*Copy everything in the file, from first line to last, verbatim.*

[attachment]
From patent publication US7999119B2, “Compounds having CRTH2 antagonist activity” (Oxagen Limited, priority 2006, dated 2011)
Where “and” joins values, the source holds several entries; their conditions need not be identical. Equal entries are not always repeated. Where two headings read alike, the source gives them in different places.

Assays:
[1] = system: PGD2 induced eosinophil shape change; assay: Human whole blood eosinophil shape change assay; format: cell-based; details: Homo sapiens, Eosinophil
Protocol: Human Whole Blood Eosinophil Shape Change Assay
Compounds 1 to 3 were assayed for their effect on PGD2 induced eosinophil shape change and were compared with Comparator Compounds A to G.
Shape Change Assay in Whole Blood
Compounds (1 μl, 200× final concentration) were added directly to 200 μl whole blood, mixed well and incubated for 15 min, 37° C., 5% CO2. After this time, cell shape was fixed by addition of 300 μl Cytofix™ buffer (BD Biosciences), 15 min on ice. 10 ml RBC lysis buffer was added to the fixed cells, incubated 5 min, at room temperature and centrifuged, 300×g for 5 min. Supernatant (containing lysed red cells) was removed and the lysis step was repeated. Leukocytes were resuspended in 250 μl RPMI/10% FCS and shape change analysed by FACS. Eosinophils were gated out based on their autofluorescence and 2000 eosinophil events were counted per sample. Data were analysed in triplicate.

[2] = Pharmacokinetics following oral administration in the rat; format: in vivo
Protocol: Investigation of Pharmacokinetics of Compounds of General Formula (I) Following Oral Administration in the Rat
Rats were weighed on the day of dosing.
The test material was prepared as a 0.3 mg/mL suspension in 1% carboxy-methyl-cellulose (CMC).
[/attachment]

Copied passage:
From patent publication US7999119B2, “Compounds having CRTH2 antagonist activity” (Oxagen Limited, priority 2006, dated 2011)
Where “and” joins values, the source holds several entries; their conditions need not be identical. Equal entries are not always repeated. Where two headings read alike, the source gives them in different places.

Assays:
[1] = system: PGD2 induced eosinophil shape change; assay: Human whole blood eosinophil shape change assay; format: cell-based; details: Homo sapiens, Eosinophil
Protocol: Human Whole Blood Eosinophil Shape Change Assay
Compounds 1 to 3 were assayed for their effect on PGD2 induced eosinophil shape change and were compared with Comparator Compounds A to G.
Shape Change Assay in Whole Blood
Compounds (1 μl, 200× final concentration) were added directly to 200 μl whole blood, mixed well and incubated for 15 min, 37° C., 5% CO2. After this time, cell shape was fixed by addition of 300 μl Cytofix™ buffer (BD Biosciences), 15 min on ice. 10 ml RBC lysis buffer was added to the fixed cells, incubated 5 min, at room temperature and centrifuged, 300×g for 5 min. Supernatant (containing lysed red cells) was removed and the lysis step was repeated. Leukocytes were resuspended in 250 μl RPMI/10% FCS and shape change analysed by FACS. Eosinophils were gated out based on their autofluorescence and 2000 eosinophil events were counted per sample. Data were analysed in triplicate.

[2] = Pharmacokinetics following oral administration in the rat; format: in vivo
Protocol: Investigation of Pharmacokinetics of Compounds of General Formula (I) Following Oral Administration in the Rat
Rats were weighed on the day of dosing.
The test material was prepared as a 0.3 mg/mL suspension in 1% carboxy-methyl-cellulose (CMC).